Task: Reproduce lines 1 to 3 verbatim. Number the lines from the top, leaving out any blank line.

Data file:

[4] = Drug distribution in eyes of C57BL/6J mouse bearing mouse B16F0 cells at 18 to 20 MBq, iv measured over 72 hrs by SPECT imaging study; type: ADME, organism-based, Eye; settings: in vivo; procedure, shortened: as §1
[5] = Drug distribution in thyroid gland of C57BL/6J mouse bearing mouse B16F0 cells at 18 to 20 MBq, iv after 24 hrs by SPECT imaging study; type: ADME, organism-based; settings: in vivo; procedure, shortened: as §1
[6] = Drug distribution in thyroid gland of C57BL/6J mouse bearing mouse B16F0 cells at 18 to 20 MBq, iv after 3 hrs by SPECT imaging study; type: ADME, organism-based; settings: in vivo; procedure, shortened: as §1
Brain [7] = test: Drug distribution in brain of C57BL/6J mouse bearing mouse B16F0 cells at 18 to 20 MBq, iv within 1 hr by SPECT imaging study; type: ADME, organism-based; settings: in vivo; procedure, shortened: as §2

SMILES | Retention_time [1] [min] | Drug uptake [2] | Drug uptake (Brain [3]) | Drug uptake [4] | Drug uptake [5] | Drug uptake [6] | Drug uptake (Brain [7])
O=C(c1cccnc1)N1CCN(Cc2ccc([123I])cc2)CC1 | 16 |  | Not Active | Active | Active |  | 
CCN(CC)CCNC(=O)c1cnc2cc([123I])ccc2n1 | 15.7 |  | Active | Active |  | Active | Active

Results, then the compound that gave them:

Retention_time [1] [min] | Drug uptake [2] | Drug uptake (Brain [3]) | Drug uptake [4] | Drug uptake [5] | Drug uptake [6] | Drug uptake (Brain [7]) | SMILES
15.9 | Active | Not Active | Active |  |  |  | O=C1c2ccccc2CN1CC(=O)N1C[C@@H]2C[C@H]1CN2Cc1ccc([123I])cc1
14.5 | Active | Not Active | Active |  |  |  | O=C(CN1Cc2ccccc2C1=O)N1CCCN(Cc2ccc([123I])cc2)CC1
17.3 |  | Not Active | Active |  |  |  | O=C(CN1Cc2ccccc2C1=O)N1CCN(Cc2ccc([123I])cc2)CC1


[4] = Drug distribution in eyes of C57BL/6J mouse bearing mouse B16F0 cells at 18 to 20 MBq, iv measured over 72 hrs by SPECT imaging study; type: ADME, organism-based, Eye; settings: in vivo; procedure, shortened: as §1
[5] = Drug distribution in thyroid gland of C57BL/6J mouse bearing mouse B16F0 cells at 18 to 20 MBq, iv after 24 hrs by SPECT imaging study; type: ADME, organism-based; settings: in vivo; procedure, shortened: as §1
[6] = Drug distribution in thyroid gland of C57BL/6J mouse bearing mouse B16F0 cells at 18 to 20 MBq, iv after 3 hrs by SPECT imaging study; type: ADME, organism-based; settings: in vivo; procedure, shortened: as §1